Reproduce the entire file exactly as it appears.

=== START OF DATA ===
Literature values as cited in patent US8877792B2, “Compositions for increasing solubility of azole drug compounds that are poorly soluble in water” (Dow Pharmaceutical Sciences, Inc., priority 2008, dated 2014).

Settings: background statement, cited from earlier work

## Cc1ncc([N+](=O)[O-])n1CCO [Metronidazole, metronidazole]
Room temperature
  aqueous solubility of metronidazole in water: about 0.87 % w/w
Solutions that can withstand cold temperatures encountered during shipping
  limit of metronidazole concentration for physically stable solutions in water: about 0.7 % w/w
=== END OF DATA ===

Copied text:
Literature values as cited in patent US8877792B2, “Compositions for increasing solubility of azole drug compounds that are poorly soluble in water” (Dow Pharmaceutical Sciences, Inc., priority 2008, dated 2014).

Settings: background statement, cited from earlier work

## Cc1ncc([N+](=O)[O-])n1CCO [Metronidazole, metronidazole]
Room temperature
  aqueous solubility of metronidazole in water: about 0.87 % w/w
Solutions that can withstand cold temperatures encountered during shipping
  limit of metronidazole concentration for physically stable solutions in water: about 0.7 % w/w